A New York Supreme Court judge ruled that federal law immunizes Yelp from liability for comments posted on its website by third party users. -db
Online Media Daily
September 10 2010
By Wendy Davis
A judge in Manhattan has dismissed a lawsuit against Yelp by a dentist who alleges that he was defamed by a bad review on the site.
New York Supreme Court Judge Jane Solomon ruled that the federal Communications Decency Act immunizes Yelp from liability for comments left by users. Solomon also rejected a request by the dentist, Glenn Reit, for an order requiring Yelp to remove the review.
“Congress granted interactive computer services immunity from liability for publishing false or defamatory material so long as the information was provided by another party,” Solomon wrote in a decision made public this week.
Reit is considering whether to file an appeal, according to his lawyer, Richard Raysman.
The case stemmed from post by an anonymous user, “Michael S,” who allegedly criticized Reit’s practice, saying “the equipment is old and dirty” and that the office was “small” and “dark.” Michael S. also allegedly complained about his experience, writing: “I allowed the barely competent xray tech to snap a couple of painful xrays.”
Reit says in his lawsuit that Michael S’s statements were false. The dentist also alleges that when he complained to Yelp, the company responded by removing 10 positive reviews that had been left on the site about him and leaving only Michael S’s critique.
In March, Reit sued Yelp for defamation and sought an order requiring the site to take down the post. “Online reviews are so ubiquitous that no marketing strategy Dr. Reit could follow would repair the damage to his professional reputation and practice,” he asserted in his complaint.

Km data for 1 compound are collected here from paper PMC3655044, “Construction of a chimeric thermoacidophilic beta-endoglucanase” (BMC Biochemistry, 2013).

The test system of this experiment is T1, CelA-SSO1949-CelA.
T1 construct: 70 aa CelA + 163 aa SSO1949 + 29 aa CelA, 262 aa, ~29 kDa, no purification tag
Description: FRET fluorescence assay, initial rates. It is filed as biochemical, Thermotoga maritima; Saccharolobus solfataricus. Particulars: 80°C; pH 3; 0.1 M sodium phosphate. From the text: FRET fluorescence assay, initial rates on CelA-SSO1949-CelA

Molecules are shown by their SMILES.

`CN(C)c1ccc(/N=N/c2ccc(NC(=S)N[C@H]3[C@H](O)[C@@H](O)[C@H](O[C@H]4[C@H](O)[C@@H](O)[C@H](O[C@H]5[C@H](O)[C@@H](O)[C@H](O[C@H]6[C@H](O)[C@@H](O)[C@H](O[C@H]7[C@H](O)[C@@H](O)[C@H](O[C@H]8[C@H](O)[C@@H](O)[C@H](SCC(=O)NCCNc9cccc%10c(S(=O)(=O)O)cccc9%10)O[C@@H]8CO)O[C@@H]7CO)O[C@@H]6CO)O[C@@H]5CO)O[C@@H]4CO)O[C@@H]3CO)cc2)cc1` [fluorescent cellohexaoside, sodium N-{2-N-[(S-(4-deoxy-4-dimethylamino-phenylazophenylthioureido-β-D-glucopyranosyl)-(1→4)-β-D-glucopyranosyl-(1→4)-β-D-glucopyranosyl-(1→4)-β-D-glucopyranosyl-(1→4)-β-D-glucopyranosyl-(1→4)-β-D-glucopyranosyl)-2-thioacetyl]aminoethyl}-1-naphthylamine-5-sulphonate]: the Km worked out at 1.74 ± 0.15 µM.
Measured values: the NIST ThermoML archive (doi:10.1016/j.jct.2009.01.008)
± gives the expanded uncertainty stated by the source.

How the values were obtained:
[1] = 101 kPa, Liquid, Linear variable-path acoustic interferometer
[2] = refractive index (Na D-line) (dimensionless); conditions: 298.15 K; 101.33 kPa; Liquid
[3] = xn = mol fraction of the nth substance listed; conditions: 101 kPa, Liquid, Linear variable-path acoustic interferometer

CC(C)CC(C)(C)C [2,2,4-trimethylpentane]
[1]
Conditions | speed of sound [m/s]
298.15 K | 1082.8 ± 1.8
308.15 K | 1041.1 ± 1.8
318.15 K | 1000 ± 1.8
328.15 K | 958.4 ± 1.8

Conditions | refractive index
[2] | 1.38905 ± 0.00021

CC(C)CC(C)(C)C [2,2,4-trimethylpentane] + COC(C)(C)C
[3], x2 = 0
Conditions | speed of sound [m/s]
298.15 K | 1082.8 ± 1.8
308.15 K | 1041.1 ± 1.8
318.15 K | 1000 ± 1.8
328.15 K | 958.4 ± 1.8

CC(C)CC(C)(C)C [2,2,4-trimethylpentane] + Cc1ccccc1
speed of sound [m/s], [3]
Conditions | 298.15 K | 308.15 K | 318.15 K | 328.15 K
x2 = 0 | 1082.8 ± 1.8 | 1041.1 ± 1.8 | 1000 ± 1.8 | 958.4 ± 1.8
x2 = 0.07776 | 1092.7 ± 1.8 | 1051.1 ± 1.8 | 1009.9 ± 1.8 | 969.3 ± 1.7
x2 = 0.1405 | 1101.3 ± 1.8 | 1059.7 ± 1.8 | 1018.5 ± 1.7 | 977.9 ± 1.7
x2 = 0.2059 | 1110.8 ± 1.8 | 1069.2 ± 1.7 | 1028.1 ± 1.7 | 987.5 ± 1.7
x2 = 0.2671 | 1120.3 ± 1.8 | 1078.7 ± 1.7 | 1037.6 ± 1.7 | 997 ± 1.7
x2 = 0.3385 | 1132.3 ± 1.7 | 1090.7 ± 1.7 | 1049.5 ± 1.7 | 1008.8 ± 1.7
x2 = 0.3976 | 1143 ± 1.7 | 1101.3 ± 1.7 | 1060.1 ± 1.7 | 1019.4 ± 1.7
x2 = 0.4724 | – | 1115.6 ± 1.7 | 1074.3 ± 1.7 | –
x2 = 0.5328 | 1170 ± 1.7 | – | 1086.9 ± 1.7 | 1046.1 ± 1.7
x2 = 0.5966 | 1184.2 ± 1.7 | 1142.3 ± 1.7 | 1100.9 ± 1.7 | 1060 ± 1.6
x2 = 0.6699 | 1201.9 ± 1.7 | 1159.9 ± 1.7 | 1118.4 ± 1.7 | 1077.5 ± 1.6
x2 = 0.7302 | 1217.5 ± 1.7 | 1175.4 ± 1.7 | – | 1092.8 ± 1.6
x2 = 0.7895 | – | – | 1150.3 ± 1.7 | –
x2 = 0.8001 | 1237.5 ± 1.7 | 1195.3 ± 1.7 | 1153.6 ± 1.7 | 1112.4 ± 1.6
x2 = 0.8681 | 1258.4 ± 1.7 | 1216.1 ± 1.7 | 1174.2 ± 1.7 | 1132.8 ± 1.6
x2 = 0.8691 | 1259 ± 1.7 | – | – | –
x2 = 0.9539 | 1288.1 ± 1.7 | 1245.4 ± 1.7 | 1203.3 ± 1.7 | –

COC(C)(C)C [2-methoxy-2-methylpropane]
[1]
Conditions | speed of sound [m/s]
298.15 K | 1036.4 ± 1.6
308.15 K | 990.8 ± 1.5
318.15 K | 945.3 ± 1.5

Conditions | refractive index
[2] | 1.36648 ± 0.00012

Reit also alleged that Yelp engaged in deceptive business practices by removing the good reviews. Reit’s complaint said that Yelp deleted positive posts as part of a strategy to persuade business owners to purchase advertising. But Reit didn’t argue that anyone from Yelp specifically asked him to advertise in exchange for either highlighting or burying reviews.
“He provides statements from other business owners who claim to have been manipulated as he described, and references class-action lawsuits against Yelp of which he is not a member,” Solomon wrote. “Notably, he does not allege that he was a victim of the conduct he complains about.”
Raysman says his client alleges that Yelp’s business model was meant to coerce him.
Yelp currently is facing a class-action lawsuit in California by business owners who allege that the site “extorts” companies by offering to hide bad reviews and promote positive ones in exchange for ad buys.
In April, Yelp changed its policies to no longer allow business owners to pay to have a favorite review highlighted at the top of its page. Yelp also said it would allow people to see some reviews it previously filtered out of the listings, including reviews that the site’s filters flagged as having been authored by business owners.
Reit also sued Michael S for defamation. That action is still pending. Raysman says that Reit plans to subpoena Yelp for information to identify Michael S, such as the email address or IP address connected with his post.
A Yelp spokesperson said the company was “gratified” that the court “recognized Congress’ intent to protect commercial free speech online under the Communications Decency Act, and granted Yelp’s motion to dismiss all charges.”
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